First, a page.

Ettore Sottsass: Memphis Mastermind

Ettore Sottsass: Memphis Mastermind

I try and be as stupid as possible regarding my profession, which means I try to look at as few design magazines as possible.

- Ettore Sottsass

Pronunciation: eh-TOR-ay SOT-sass

In 2000, Design Boom met Ettore Sottsass in his Milano studio.

The complete interview transcript can be found here.

This laid back interview shows so much of Ettore's attitude toward design, architecture, and life.

While he may appear to be frowning in most of his photographs, his quotations suggest a rather optimistic perspective on life -- and design, at the very least.

Founder of the influential Memphis aesthetic, received design inspiration anywhere. Whether in the bathroom, on the phone, at the table..."You know how sometimes when you are on the telephone, you think you are speaking, but really your hand is going?”

And when it came to his distinctions between his architecture and his furniture designs, Sottsass found none. In fact, he believed the two were merely two different stages of invention.

"My furniture is an exercise in architecture or architectural mood."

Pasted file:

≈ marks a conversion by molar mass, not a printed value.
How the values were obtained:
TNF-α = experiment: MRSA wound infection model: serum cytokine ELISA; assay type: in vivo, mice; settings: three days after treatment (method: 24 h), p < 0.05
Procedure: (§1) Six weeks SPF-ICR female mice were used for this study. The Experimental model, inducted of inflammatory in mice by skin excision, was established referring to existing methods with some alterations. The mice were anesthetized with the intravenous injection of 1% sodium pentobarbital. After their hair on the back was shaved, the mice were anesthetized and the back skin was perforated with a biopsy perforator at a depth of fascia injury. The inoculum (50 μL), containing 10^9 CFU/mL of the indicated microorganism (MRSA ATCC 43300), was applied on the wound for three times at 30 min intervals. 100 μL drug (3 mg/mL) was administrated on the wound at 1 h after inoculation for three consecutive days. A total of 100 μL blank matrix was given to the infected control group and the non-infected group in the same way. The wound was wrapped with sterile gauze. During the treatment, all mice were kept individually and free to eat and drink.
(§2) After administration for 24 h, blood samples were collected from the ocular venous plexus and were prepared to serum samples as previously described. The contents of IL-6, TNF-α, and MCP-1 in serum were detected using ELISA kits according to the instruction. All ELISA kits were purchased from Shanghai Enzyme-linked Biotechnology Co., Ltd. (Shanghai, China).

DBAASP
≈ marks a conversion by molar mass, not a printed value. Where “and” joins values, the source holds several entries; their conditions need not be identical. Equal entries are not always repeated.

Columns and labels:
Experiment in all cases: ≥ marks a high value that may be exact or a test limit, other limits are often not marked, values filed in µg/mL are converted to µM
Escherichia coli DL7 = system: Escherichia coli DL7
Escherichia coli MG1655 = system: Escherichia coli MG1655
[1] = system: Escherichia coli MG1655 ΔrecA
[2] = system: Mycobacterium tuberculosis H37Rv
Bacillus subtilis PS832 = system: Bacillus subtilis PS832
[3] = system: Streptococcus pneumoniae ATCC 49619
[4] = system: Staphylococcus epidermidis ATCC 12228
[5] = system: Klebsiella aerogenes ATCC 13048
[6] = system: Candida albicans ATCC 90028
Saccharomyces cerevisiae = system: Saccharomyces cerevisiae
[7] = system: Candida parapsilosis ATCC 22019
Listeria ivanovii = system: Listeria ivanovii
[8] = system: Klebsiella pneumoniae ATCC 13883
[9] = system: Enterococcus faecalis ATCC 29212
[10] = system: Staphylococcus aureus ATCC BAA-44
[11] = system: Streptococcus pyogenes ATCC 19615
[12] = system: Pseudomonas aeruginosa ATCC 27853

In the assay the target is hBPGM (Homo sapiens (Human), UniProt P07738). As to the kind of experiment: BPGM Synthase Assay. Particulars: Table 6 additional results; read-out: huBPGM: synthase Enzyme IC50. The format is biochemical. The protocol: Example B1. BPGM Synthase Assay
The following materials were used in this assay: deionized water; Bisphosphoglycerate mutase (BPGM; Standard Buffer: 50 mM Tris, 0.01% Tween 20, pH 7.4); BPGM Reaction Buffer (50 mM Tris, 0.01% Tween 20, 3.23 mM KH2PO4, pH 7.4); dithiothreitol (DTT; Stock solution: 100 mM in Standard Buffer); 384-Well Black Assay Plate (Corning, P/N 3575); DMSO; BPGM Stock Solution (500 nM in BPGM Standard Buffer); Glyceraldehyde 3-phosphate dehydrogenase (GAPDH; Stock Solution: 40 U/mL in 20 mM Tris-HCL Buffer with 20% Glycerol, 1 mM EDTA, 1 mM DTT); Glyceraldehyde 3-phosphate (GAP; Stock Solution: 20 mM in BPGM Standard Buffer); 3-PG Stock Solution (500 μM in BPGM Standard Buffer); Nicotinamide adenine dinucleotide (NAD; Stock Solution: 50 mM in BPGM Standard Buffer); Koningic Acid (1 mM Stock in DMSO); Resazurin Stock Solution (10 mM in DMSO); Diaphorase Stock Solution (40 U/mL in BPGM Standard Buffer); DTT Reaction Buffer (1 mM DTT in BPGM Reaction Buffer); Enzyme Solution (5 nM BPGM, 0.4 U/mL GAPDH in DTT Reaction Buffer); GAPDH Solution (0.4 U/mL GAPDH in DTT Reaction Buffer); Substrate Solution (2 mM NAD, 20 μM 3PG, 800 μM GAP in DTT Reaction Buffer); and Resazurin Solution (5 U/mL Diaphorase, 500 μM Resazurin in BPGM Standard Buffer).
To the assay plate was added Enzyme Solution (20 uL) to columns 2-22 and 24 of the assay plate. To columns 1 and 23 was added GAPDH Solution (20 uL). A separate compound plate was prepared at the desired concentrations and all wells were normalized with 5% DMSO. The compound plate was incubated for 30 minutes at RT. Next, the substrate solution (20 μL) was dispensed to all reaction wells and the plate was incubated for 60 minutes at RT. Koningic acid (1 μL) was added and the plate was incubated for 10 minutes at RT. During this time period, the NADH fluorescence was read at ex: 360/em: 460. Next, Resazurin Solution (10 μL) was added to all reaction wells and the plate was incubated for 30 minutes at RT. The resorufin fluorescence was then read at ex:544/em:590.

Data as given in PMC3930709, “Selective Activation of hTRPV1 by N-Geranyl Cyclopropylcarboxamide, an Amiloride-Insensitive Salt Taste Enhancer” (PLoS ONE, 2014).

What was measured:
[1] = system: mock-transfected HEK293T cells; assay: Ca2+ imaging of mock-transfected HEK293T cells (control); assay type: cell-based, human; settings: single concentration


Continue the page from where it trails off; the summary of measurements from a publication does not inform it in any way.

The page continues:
In 1980, Ettore organized the first of meetings with fourteen designers, himself, and his journalistic wife. This group would be called Memphis and their saturated, vibrant, totemic, pop art aesthetic would be recognized decades after the group disbanded in 1988.


Ettore described his personal design aesthetic as non-existent.


The following is an excerpt from the aforementioned 2000 interview.

Designboom: Describe your style, like a good friend of yours would describe it.

Sottsass: I truly believe that our duty as an architect or a designer is to design things which attract luck, rooms which protect people…I don’t design things in any style, even less so in any fashion style, I design things for life states.

Sottsass also perceived the impact design had on mental states.

"When I began designing machines I also began to think that these objects, which sit next to each other and around people, can influence not only physical conditions but also emotions. They can touch the nerves, the blood, the muscles, the eyes and the moods of people. " - Ettore Sottsass (A Critical Biography)

His view on design's role in the human experience, specifically the role furniture plays on psychology, is refreshing and still worthy of emphasis in today.

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